Adobe became a household name (at least in houses with creatives) with their ubiquitous software programs such as Photoshop and Illustrator. In 2015, Adobe also began its own stock image service, named Adobe Stock.
As Adobe’s software and content library become more closely integrated, Adobe Stock is rapidly becoming the go-to way for creatives to find the perfect image to complete their project.
This post may have affiliate links, meaning we earn a small commission on purchases through the links (at no extra cost to you). This does not change our opinion but does help support the site. Thank you!
For photographers, videographers and illustrators, becoming an Adobe Stock contributor can be a great way to earn passive income, get your work in showcases on a global platform and earn you money while you sleep. But how do you become an Adobe Stock contributor?
Who can become an Adobe Stock contributor?
The requirements for selling images on Adobe Stock are simple but also subjective. First the basics: you need to be at least 18 years old, have a valid government i.d. and be the sole owner of every file you submit for sale. A signed release is necessary if you include images of recognizable people or private property.
The second part is less straight-forward. Adobe’s own description is you need to have “great” imagery. More specifically this includes being well-composed with proper lighting and exposure, no visible noise or heavy use of filters and processing.
You do NOT need to be an Adobe customer to sell on Adobe Stock.
What can I sell on Adobe Stock?
Photographers have the option to sell general stock photos as well as news related editorial images. There’s also a Premium photography featuring specific collections and high-end visuals from select photographers.
Illustrators can sell illustrations and vector art. Additional categories include 3D assets, design templates, and video.
Popular subjects include images highlighting cultural diversity, technology, fashion, food, lifestyle, architecture, beauty, business, and more. To get a sense of what topics to focus on it’s worth browsing the website or their trend reports which will give you an idea of what types of images are needed.
How much can I earn on Adobe Stock?
Let’s get to what everyone is actually interested in: earning money! Selling on your own requires hours of effort getting your portfolio seen, negotiating rates, and communicating with clients. Selling on a stock platform like Adobe Stock streamlines all that… for a price. Currently, each time your work sells, you earn either a 33% commission for photos and vector art or a 35% commission for videos.
Once you hit $25 in royalties, you can get paid out with PayPal or Skrill. Obviously, if you have a photo that takes off on a platform with millions of users, the potential earnings are incredibly high. However, for most photographers and image creators, the percentage means it’s more likely to be a nice steady drip of secondary passive income.Adobe Stock contributor here.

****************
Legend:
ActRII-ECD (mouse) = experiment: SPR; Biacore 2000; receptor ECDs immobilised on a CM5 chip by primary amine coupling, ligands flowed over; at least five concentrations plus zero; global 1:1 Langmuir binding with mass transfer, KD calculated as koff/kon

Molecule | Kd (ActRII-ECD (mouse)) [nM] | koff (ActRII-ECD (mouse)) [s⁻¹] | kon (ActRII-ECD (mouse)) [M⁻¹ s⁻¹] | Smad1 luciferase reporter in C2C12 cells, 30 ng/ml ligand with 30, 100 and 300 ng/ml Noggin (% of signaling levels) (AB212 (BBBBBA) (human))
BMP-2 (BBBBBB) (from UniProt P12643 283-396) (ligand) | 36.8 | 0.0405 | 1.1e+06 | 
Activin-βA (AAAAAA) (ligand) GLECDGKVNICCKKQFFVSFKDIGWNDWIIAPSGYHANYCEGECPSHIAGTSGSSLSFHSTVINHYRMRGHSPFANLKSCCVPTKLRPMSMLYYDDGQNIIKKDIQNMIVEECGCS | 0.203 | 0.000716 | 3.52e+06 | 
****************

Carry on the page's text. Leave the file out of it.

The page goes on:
Step 1: Get Familiar with Adobe Stock
Before you dive head-first into signing up to be a contributor, I’d recommend taking a look at the aesthetic of the Adobe website. From what’s highlighted on the homepage and each subsection, you’ll quickly start to see what type of images flourish on the site and what buyers might be looking for currently.
Step 2: Get Your Adobe ID
Go to the contributor page on Adobe Stock and click on “Get Started” to create an Adobe ID. You need your give your name, email, date of birth, password, country and accept their policies. If you already have an Adobe ID, you can use it to sign in.
Step 3: Prepare and Upload Your Work
Once you’ve set up your ID, you can already start uploading images you want to sell on the platform. The dashboard is pretty user-friendly allowing you to see the stage of all your images, whether they’re under review, up for purchase, or analytics on sales.
Before you start uploading, here are some basic guidelines to follow. All images must be in the JPEG file format and use color space sRGB. Files cannot exceed 45 MB (megabytes), the minimum resolution is 4 MP (megapixels) and max is 100 MP. Do not upsample files to reach these minimums. No watermarks or timestamps allowed.
Step 4: Add Titles and Keywords
You might have the most beautiful images in the world, but without keywords, no one will find them. It might seem weird and unnecessary to add a title and keywords but it’s critical to your success on the platform. Most people use Adobe Stock to find specific images to fit their theme and the better you can use language to describe your image, the better for everyone.
Adobe’s Sensei helps by suggesting up to 25 keywords and a title. You’ll probably still need to review and edit them as necessary but it does speed the process up considerably.
Step 5: Wait for Your Review
After all that, now you need to wait. Newly uploaded files get reviewed on a first-come, first-served basis and can take up to a week to be reviewed.
Step 6: Analysis and Optimize
Once your photography has been approved, you can still continue to optimize and improve. Read Adobe’s trend reports to plan your upcoming shoots. If you discover a popular niche, create more content for it. Fill in gaps where there’s little content.
Joining Adobe Stock as a contributor can be a great, hands-off way to earn some extra money each month. It’s free and easy to sign up and earning on the platform is passive once you’ve done the initial set-up.